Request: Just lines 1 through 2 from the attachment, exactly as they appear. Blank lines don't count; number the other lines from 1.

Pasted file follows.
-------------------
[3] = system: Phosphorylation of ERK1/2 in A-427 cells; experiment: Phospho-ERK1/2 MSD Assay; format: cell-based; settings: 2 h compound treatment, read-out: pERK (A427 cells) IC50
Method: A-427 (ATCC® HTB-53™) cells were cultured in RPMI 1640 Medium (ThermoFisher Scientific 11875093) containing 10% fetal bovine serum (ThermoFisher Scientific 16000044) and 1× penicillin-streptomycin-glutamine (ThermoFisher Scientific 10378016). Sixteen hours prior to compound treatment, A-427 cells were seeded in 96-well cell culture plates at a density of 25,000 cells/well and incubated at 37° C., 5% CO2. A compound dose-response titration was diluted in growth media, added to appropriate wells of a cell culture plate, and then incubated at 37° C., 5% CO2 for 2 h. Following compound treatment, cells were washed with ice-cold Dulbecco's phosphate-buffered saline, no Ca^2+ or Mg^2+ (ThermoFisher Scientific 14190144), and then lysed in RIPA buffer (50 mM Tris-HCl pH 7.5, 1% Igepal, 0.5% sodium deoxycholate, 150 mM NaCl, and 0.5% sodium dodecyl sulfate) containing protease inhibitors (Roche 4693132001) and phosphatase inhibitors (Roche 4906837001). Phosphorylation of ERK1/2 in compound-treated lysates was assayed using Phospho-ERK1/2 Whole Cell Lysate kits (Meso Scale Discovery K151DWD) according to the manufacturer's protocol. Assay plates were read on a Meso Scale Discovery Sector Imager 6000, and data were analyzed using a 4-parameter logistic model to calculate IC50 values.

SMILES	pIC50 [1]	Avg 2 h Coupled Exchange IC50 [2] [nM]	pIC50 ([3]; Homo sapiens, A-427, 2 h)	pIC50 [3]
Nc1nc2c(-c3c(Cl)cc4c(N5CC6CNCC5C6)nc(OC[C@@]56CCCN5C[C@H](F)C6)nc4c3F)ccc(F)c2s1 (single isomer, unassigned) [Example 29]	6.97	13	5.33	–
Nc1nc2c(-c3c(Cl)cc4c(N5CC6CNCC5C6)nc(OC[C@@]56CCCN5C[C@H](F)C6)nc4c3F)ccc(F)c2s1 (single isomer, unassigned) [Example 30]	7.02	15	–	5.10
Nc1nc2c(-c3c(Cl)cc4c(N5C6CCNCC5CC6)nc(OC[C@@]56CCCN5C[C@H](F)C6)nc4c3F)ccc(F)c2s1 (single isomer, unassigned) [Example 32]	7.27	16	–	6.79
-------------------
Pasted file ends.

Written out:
[3] = system: Phosphorylation of ERK1/2 in A-427 cells; experiment: Phospho-ERK1/2 MSD Assay; format: cell-based; settings: 2 h compound treatment, read-out: pERK (A427 cells) IC50
Method: A-427 (ATCC® HTB-53™) cells were cultured in RPMI 1640 Medium (ThermoFisher Scientific 11875093) containing 10% fetal bovine serum (ThermoFisher Scientific 16000044) and 1× penicillin-streptomycin-glutamine (ThermoFisher Scientific 10378016). Sixteen hours prior to compound treatment, A-427 cells were seeded in 96-well cell culture plates at a density of 25,000 cells/well and incubated at 37° C., 5% CO2. A compound dose-response titration was diluted in growth media, added to appropriate wells of a cell culture plate, and then incubated at 37° C., 5% CO2 for 2 h. Following compound treatment, cells were washed with ice-cold Dulbecco's phosphate-buffered saline, no Ca^2+ or Mg^2+ (ThermoFisher Scientific 14190144), and then lysed in RIPA buffer (50 mM Tris-HCl pH 7.5, 1% Igepal, 0.5% sodium deoxycholate, 150 mM NaCl, and 0.5% sodium dodecyl sulfate) containing protease inhibitors (Roche 4693132001) and phosphatase inhibitors (Roche 4906837001). Phosphorylation of ERK1/2 in compound-treated lysates was assayed using Phospho-ERK1/2 Whole Cell Lysate kits (Meso Scale Discovery K151DWD) according to the manufacturer's protocol. Assay plates were read on a Meso Scale Discovery Sector Imager 6000, and data were analyzed using a 4-parameter logistic model to calculate IC50 values.